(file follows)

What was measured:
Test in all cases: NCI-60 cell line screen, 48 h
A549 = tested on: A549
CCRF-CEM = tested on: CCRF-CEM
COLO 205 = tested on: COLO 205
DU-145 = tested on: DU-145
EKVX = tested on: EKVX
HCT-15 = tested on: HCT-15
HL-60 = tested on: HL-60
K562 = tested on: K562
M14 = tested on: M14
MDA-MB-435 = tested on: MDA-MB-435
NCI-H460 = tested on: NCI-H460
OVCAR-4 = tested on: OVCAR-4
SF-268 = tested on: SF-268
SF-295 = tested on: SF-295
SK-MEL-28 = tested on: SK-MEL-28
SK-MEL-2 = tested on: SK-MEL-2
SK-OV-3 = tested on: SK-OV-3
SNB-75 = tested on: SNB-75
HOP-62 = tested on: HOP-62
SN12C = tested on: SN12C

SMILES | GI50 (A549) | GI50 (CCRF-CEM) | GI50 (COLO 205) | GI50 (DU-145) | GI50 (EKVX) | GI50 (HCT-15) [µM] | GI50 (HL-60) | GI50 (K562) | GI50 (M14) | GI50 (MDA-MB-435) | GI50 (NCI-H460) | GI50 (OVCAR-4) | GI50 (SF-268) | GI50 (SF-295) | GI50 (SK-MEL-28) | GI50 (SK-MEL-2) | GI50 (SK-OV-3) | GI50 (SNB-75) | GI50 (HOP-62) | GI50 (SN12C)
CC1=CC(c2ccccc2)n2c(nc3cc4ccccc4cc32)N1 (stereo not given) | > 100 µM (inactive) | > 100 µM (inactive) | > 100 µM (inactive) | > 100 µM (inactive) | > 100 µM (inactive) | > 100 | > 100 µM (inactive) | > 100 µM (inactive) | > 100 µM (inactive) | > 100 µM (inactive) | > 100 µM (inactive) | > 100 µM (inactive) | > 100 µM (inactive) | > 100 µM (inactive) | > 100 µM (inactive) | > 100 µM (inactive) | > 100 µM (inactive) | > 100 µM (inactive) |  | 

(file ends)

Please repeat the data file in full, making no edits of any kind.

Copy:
What was measured:
Test in all cases: NCI-60 cell line screen, 48 h
A549 = tested on: A549
CCRF-CEM = tested on: CCRF-CEM
COLO 205 = tested on: COLO 205
DU-145 = tested on: DU-145
EKVX = tested on: EKVX
HCT-15 = tested on: HCT-15
HL-60 = tested on: HL-60
K562 = tested on: K562
M14 = tested on: M14
MDA-MB-435 = tested on: MDA-MB-435
NCI-H460 = tested on: NCI-H460
OVCAR-4 = tested on: OVCAR-4
SF-268 = tested on: SF-268
SF-295 = tested on: SF-295
SK-MEL-28 = tested on: SK-MEL-28
SK-MEL-2 = tested on: SK-MEL-2
SK-OV-3 = tested on: SK-OV-3
SNB-75 = tested on: SNB-75
HOP-62 = tested on: HOP-62
SN12C = tested on: SN12C

SMILES | GI50 (A549) | GI50 (CCRF-CEM) | GI50 (COLO 205) | GI50 (DU-145) | GI50 (EKVX) | GI50 (HCT-15) [µM] | GI50 (HL-60) | GI50 (K562) | GI50 (M14) | GI50 (MDA-MB-435) | GI50 (NCI-H460) | GI50 (OVCAR-4) | GI50 (SF-268) | GI50 (SF-295) | GI50 (SK-MEL-28) | GI50 (SK-MEL-2) | GI50 (SK-OV-3) | GI50 (SNB-75) | GI50 (HOP-62) | GI50 (SN12C)
CC1=CC(c2ccccc2)n2c(nc3cc4ccccc4cc32)N1 (stereo not given) | > 100 µM (inactive) | > 100 µM (inactive) | > 100 µM (inactive) | > 100 µM (inactive) | > 100 µM (inactive) | > 100 | > 100 µM (inactive) | > 100 µM (inactive) | > 100 µM (inactive) | > 100 µM (inactive) | > 100 µM (inactive) | > 100 µM (inactive) | > 100 µM (inactive) | > 100 µM (inactive) | > 100 µM (inactive) | > 100 µM (inactive) | > 100 µM (inactive) | > 100 µM (inactive) |  | 